In Ramallah, the Magistrate’s Court decided to close 59 online press websites, which sparked a wave of condemnation, most notably the government’s statement, which called for a reversal of the decision. The Palestinian Journalists’ Syndicate considered the decision a violation of freedom of opinion and expression. Those who supported the decision said that it was to protect civil peace, and that freedom of the press does not mean there should be websites without restrictions or approval from the competent authorities, because this may mean receiving external funding, or supporting suspicious political and cultural trends, especially in light of the parties’ extensions and their regional connections. These are good arguments, but civil peace should be fortified first by looking at the causes of its fragility, addressing them and then presenting a media discourse in a modern and attractive way that respects people’s thoughts and beliefs.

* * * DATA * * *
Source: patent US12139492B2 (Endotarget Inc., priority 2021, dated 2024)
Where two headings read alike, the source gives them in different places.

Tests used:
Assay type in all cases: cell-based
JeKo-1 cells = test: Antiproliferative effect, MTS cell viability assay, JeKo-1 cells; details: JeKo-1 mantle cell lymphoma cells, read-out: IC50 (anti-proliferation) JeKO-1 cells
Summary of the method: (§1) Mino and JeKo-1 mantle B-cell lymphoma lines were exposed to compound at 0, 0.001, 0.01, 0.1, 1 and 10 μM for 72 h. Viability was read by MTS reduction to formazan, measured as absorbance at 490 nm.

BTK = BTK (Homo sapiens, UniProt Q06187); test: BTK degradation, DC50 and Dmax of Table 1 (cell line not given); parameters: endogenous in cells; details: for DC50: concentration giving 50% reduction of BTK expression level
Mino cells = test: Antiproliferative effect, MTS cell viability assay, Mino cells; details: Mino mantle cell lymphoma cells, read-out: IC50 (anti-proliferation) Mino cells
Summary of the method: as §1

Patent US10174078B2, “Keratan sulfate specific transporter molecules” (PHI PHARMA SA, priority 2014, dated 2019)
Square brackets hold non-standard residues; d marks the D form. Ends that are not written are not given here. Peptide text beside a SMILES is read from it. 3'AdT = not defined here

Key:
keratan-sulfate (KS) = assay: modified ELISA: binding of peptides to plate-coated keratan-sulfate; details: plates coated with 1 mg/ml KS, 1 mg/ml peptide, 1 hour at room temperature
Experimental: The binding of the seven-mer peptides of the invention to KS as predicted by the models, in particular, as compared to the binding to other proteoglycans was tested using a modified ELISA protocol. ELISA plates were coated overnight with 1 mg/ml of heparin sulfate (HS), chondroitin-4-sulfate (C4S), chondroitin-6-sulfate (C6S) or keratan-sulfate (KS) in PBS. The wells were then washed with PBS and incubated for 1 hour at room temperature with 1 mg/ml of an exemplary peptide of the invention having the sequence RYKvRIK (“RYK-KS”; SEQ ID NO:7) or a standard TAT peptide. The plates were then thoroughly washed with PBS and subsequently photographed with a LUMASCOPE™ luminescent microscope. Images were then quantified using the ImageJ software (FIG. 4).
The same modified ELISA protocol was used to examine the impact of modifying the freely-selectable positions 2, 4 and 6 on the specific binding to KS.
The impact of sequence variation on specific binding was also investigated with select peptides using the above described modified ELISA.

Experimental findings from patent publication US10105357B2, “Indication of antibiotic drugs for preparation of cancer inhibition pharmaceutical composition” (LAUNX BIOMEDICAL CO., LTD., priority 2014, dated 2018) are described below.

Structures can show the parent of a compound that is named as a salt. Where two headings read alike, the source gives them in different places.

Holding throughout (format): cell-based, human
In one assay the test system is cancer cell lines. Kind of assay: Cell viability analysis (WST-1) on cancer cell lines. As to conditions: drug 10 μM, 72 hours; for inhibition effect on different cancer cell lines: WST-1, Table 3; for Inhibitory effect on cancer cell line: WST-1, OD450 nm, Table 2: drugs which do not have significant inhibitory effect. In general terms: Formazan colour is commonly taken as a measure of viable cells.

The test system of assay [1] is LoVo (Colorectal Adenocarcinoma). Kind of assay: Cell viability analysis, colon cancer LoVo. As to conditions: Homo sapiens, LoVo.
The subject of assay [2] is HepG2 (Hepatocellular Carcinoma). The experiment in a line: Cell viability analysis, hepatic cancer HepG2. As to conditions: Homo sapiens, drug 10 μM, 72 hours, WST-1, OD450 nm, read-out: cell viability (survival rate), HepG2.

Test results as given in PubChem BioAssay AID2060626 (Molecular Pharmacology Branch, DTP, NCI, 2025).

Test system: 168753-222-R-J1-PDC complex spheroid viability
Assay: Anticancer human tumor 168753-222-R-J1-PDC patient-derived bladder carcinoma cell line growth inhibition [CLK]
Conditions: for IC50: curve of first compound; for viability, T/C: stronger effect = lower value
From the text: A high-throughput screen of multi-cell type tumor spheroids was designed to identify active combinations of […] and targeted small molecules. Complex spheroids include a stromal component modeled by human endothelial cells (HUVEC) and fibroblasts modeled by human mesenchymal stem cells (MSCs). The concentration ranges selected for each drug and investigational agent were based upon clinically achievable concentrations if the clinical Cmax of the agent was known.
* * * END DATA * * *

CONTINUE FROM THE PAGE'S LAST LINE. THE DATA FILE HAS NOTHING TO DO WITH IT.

As for dealing with fake news, rumors and smear campaigns, it is not through censorship, but rather through transparency, good media performance, frankness with the public and the enactment of the law on the right to access information. The government should be aware that silencing the public always leads to adverse reactions. All totalitarian regimes in the world were imposing strict control over the media, preventing openness, imposing their policies on citizens through biased media, with revolutionary slogans and ready-made phrases, and accusing those who disagree with suspicious agendas. Despite all this, people were rising and governments were falling.